Springfield Elementary Schools Must Manage without Librarians
Public elementary schools in Springfield, Illinois, are finding that it’s tricky letting students have access to library collections when there’s no one there to check books out for them. The positions for all elementary-school librarians and library assistants were eliminated last spring as part of a $10-million budget cut made by the Springfield School Board. High-school and most middle-school librarian positions were untouched, according to the September 30 Springfield State Journal-Register.
A few schools in the district rely on parent volunteers to let students check out books. Others allow students in for reading but have stopped circulating the collection. Still others have designated the library off-limits to students but let teachers check out books for classroom purposes only.
The situation was made worse by heavy cuts in the district’s information-and-technology office. Some technicians who updated and produced student-user bar codes lost their jobs, leaving no one with the necessary know-how to update electronic checkout systems.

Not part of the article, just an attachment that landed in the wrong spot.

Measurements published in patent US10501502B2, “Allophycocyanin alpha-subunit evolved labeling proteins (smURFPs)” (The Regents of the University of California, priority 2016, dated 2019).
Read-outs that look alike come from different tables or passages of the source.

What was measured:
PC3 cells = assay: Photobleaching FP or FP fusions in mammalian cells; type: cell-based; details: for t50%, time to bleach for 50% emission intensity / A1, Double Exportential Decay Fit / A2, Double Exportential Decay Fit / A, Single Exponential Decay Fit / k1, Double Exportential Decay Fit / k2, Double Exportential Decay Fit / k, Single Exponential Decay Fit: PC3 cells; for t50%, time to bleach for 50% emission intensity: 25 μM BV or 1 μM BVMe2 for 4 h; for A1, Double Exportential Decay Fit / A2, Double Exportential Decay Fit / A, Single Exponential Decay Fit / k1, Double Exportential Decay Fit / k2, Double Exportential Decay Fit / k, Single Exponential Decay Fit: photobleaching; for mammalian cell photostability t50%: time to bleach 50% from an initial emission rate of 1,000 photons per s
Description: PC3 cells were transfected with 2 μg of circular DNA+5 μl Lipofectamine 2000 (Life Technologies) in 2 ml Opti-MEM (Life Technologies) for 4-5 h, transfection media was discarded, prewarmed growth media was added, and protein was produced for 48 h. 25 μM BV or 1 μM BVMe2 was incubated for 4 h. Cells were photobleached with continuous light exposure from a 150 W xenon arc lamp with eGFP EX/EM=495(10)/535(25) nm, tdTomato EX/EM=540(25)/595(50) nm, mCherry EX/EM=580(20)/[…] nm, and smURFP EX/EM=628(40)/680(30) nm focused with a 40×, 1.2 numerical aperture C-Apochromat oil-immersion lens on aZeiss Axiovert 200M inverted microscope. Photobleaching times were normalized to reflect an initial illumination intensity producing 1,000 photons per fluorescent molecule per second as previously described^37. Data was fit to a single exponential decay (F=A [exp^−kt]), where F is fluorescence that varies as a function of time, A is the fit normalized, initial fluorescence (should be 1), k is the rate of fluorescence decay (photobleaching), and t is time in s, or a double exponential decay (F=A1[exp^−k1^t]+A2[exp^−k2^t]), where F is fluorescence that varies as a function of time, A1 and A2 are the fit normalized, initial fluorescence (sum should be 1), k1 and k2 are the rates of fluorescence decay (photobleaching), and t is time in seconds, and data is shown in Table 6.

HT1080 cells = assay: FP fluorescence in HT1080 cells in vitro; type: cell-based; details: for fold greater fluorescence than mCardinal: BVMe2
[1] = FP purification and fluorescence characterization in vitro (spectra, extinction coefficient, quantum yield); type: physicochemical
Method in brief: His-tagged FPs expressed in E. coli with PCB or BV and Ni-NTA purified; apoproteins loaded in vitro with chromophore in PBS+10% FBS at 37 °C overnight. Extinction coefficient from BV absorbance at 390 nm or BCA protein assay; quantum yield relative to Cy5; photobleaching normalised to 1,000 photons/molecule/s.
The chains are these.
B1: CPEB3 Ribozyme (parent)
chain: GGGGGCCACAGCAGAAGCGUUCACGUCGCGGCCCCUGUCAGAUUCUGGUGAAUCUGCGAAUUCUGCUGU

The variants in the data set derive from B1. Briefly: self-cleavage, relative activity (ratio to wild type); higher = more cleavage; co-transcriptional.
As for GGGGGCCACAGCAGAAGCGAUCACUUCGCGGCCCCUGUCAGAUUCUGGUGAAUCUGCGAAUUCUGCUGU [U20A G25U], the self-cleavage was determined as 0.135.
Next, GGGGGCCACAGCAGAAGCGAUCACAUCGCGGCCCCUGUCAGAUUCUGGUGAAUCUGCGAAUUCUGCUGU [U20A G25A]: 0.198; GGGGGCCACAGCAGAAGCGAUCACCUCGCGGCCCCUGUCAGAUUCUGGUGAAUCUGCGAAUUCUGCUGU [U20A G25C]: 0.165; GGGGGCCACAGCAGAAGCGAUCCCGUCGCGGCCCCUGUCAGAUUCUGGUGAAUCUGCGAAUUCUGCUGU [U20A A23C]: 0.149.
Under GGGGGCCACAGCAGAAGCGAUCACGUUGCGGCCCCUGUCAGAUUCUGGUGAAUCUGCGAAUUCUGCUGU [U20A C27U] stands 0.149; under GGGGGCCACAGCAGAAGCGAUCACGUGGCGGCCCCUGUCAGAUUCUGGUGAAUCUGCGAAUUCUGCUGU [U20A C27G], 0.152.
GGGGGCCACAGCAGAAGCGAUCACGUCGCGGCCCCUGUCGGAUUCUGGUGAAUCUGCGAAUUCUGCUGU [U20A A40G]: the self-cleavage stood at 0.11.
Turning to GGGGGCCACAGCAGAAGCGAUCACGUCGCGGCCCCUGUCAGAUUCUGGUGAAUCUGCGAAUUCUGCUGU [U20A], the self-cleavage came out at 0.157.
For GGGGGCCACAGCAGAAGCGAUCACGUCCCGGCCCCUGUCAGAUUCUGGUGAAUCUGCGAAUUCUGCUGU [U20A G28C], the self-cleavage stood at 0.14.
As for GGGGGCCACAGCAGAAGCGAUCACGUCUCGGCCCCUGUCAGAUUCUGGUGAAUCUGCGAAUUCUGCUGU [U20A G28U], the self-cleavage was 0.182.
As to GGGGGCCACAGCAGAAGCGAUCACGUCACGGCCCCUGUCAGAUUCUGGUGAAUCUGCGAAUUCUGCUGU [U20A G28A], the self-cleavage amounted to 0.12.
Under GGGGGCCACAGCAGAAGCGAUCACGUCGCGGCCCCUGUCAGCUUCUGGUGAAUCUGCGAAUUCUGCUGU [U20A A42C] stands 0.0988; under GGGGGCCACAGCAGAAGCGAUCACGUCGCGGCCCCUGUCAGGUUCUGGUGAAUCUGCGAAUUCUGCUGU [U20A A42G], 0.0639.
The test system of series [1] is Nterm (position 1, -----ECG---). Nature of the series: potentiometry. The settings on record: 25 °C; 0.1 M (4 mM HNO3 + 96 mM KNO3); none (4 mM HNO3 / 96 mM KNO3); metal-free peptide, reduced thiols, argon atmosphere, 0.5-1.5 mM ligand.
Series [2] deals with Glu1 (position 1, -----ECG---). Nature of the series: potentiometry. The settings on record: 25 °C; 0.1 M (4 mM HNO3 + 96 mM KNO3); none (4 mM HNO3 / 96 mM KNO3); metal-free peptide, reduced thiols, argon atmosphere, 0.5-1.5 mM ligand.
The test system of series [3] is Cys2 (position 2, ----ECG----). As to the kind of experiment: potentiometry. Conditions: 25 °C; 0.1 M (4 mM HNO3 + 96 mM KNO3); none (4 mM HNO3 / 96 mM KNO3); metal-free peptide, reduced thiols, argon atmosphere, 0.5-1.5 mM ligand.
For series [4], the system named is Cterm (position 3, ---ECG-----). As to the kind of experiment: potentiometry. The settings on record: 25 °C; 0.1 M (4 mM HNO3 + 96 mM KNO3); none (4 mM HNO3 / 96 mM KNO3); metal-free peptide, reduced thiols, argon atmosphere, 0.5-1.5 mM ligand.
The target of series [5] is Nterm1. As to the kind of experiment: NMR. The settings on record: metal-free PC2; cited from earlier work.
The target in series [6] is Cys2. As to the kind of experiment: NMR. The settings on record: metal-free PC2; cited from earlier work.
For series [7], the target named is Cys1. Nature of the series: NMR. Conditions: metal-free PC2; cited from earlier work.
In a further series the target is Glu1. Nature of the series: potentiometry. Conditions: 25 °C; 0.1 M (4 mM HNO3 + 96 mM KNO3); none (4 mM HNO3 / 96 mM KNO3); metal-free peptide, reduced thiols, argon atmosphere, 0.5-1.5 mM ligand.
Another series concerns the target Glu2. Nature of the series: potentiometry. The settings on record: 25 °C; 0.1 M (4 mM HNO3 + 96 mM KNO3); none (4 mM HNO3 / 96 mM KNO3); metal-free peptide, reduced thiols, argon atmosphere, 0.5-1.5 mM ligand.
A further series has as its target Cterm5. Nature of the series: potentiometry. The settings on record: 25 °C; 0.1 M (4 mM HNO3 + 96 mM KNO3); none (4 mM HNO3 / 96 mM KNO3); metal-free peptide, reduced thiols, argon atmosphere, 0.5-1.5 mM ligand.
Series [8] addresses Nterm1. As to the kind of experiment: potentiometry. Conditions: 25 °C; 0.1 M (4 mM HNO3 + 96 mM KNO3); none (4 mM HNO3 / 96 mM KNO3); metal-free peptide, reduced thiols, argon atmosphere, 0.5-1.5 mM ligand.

McClernand School, located in one of the lowest-income areas in the district, had to shut its library down altogether. “It’s unfair, a real disservice to the kids who need it the most,” principal Kamina Hunter said.
At Butler Elementary School, three former librarians (who are now classroom teachers) have lobbied to keep the library closed to students until volunteers can be trained. “We need someone in there who would know exactly what to do,” Marsha Matzke said in the Journal-Register. “It’s more than just signing cards. It’s all automated. Someone has to be there consistently all the time who is very, very responsible.”
Posted Octoer 7, 2002.